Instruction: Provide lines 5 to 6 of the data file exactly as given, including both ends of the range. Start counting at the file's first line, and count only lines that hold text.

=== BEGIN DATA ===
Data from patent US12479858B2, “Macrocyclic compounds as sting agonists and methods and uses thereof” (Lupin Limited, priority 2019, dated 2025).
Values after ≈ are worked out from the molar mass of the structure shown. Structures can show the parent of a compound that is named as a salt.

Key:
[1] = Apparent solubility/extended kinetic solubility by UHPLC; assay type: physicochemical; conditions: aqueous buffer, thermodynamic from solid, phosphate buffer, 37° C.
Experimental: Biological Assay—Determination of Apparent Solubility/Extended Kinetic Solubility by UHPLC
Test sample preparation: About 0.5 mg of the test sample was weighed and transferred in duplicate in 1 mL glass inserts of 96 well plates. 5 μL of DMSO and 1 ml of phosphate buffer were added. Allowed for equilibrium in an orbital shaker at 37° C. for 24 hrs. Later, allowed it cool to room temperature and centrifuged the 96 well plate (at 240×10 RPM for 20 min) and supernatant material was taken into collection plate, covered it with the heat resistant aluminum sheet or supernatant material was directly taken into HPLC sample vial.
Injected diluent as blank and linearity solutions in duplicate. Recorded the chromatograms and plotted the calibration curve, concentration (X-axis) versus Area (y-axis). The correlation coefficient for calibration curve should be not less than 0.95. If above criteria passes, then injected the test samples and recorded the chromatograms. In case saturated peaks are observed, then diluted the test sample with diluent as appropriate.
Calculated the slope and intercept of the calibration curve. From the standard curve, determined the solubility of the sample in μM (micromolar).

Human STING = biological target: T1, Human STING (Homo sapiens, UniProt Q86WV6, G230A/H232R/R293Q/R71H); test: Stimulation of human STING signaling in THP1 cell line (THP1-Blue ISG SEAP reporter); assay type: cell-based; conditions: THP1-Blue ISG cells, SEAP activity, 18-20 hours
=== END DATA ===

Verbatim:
Experimental: Biological Assay—Determination of Apparent Solubility/Extended Kinetic Solubility by UHPLC
Test sample preparation: About 0.5 mg of the test sample was weighed and transferred in duplicate in 1 mL glass inserts of 96 well plates. 5 μL of DMSO and 1 ml of phosphate buffer were added. Allowed for equilibrium in an orbital shaker at 37° C. for 24 hrs. Later, allowed it cool to room temperature and centrifuged the 96 well plate (at 240×10 RPM for 20 min) and supernatant material was taken into collection plate, covered it with the heat resistant aluminum sheet or supernatant material was directly taken into HPLC sample vial.